The one-up one-down adaptive (staircase) procedure in speech-in-noise testing: Standard error of measurement and fluctuations in the track

Cas Smits, Joost M. Festen, De Wet Swanepoel, David R. Moore, Harvey Dillon

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1 Citation (Scopus)


The one-up one-down adaptive (staircase or up-down) procedure is often used to estimate the speech recognition threshold (SRT) in speech-in-noise testing. This article provides a brief historical overview of the one-up one-down procedure in psychophysics, discussing the groundbreaking early work that is still relevant to clinical audiology and scientific research. Next, this article focuses on two aspects of the one-up one-down adaptive procedure: first, the standard error of measurement (SEM) and, second, the fluctuations in the track [i.e., the standard deviation of the signal-to-noise ratios of the stimuli within the track (SDtrack)]. Simulations of ideal and non-ideal listeners and experimental data are used to determine and evaluate different relationships between the parameters slope of the speech recognition function, SRT, SEM, and SDtrack. Hearing loss and non-ideal behavior (inattentiveness, fatigue, and giving up when the task becomes too difficult) slightly increase the average value of SDtrack. SDtrack, however, poorly discriminates between reliable and unreliable SRT estimates.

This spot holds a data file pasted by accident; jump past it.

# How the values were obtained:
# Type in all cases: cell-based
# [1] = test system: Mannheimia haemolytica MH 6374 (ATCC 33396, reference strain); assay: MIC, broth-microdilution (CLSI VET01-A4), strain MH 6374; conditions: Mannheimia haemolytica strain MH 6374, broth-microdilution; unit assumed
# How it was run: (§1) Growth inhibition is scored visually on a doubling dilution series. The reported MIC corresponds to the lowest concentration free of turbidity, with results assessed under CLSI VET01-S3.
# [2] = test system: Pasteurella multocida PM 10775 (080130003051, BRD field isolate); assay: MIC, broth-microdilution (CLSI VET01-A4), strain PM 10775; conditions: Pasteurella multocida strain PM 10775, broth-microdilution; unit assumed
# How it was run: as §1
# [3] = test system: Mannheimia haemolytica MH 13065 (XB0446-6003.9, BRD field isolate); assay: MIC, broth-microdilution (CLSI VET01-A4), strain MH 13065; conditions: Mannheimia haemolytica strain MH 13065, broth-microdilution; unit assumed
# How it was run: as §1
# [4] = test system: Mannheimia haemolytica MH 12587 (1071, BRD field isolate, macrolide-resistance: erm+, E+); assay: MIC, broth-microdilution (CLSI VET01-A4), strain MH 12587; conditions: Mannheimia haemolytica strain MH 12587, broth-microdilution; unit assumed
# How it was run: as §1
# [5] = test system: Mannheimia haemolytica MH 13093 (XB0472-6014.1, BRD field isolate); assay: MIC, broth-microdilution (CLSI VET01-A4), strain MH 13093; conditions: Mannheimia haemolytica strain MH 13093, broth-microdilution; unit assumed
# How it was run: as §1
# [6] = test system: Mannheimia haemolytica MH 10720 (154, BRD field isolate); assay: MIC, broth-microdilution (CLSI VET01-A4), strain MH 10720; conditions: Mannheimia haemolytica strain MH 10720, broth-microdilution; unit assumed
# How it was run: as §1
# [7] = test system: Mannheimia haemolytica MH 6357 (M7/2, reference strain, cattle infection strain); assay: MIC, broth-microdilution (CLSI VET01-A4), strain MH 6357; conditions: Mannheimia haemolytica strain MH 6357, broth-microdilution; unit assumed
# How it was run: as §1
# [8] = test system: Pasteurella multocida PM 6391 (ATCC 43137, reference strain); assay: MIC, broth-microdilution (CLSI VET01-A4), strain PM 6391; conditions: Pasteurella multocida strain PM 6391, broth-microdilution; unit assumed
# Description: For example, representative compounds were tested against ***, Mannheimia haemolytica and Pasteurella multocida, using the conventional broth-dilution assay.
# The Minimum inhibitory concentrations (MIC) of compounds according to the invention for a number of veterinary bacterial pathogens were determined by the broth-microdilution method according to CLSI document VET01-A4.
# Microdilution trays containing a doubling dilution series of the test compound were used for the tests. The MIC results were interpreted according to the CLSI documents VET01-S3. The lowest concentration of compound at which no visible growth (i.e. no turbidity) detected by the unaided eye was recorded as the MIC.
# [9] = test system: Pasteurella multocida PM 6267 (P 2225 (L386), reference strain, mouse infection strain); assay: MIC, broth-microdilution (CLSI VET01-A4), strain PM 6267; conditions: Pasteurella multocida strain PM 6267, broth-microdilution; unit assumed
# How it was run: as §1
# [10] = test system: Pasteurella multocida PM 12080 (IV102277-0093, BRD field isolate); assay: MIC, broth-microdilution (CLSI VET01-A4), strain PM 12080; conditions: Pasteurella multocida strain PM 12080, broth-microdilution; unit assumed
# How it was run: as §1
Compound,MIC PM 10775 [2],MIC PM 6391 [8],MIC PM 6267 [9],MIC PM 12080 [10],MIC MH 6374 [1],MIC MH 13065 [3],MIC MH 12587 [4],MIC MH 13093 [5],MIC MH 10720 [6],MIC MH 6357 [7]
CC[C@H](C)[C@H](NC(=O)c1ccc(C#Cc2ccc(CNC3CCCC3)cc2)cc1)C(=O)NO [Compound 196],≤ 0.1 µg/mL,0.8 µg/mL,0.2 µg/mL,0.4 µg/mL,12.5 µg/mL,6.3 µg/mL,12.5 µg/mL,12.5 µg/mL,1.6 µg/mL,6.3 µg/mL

Original languageEnglish
Pages (from-to)2357-2368
Number of pages12
JournalJournal of the Acoustical Society of America
Issue number4
Publication statusPublished - 1 Oct 2022

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